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Health care accord reached

Key congressional negotiators resolved a major sticking point Thursday that has blocked passage of a health insurance bill that would allow coverage regardless of pre-existing illnesses.

Sen. Edward Kennedy, D-Mass., and Rep. Bill Archer, R-Texas, chairman of the House Ways and Means Committee, agreed Thursday on a test of tax-exempt medical savings accounts.

"We're going to move with this health reform bill, and there's no reason why it shouldn't pass both houses," Archer said.

The test would involve up to 750,000 policies for people in businesses with 50 or fewer employees and the self-employed. The pilot would last four years. Those who wanted to keep the policies after that could do so, but no one else could get them unless Congress expanded the program.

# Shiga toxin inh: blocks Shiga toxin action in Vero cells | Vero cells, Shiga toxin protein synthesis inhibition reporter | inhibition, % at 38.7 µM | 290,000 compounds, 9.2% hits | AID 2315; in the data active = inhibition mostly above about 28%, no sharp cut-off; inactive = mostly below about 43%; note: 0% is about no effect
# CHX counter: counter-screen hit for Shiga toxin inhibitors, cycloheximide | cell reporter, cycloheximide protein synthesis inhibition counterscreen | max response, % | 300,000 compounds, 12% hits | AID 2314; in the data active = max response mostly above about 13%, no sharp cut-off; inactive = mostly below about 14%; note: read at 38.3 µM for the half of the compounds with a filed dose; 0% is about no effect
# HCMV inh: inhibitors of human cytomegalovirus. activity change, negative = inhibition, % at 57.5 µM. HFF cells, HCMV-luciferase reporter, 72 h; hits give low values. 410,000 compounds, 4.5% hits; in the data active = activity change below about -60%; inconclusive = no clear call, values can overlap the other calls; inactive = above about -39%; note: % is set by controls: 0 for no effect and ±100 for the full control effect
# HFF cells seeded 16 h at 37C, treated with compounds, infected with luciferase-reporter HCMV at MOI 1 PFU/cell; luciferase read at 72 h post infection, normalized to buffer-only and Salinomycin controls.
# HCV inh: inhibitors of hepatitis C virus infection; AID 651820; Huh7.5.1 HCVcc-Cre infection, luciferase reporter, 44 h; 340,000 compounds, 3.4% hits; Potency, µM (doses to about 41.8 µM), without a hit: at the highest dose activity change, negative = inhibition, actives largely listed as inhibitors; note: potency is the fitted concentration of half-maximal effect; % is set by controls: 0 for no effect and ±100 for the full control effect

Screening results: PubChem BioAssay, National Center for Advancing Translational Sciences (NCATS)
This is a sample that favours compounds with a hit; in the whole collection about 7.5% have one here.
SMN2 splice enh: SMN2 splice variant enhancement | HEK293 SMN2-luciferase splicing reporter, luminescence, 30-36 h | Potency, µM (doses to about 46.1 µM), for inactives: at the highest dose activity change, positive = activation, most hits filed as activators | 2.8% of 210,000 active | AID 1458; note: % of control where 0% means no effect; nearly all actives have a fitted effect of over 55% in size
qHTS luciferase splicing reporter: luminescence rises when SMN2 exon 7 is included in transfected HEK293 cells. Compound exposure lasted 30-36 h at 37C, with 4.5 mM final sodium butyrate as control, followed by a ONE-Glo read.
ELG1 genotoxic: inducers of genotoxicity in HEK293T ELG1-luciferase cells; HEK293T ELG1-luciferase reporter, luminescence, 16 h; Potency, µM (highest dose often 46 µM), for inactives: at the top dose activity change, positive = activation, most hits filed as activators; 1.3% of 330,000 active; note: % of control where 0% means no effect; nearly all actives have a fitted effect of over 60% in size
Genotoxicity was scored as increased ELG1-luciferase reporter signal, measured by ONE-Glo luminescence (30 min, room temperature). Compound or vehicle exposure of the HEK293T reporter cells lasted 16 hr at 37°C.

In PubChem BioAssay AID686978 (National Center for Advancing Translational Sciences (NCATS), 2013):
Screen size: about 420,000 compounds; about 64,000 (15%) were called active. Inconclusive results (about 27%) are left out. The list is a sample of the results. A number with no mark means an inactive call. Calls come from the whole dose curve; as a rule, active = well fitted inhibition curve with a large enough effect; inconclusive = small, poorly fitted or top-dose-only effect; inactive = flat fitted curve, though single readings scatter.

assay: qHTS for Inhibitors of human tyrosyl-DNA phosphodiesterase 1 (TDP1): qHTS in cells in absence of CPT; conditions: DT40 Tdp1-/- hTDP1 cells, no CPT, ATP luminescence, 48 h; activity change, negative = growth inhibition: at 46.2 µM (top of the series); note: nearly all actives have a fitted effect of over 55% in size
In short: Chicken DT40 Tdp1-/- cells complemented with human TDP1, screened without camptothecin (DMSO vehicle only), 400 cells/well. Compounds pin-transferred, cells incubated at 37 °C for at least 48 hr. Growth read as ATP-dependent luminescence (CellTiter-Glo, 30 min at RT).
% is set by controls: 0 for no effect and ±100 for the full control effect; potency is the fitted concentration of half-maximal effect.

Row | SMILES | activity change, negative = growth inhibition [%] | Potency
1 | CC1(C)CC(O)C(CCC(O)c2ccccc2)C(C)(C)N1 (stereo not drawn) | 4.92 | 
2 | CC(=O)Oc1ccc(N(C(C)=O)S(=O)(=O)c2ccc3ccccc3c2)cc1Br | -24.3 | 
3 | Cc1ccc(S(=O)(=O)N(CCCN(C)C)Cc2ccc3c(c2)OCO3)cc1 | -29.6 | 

Under a medical savings account policy, workers and employers would pay monthly premiums to the health insurer. Part of the premium would pay for a high-deductible catastrophic insurance policy to cover major injuries and illness. Part would go into a tax-exempt savings account, which the worker could use to pay routine medical expenses or apply toward the deductible in catastrophic cases.

Thursday's agreement paves the way for House-Senate negotiations on a measure that addresses some of the issues that President Clinton sought to deal with early in his administration. It also clears the way for action on a bill to increase the minimum wage.

The dispute has blocked progress of a health insurance bill sponsored by Kennedy and Sen. Nancy Kassebaum, R-Kan., that would ensure portability of health policies to protect those with pre-existing health problems from losing their coverage if they lose or change jobs.

Critics, including Consumers Union, have complained that medical savings accounts would drain the rich and healthy away from traditional insurance plans and drive up the cost of health insurance for the sick.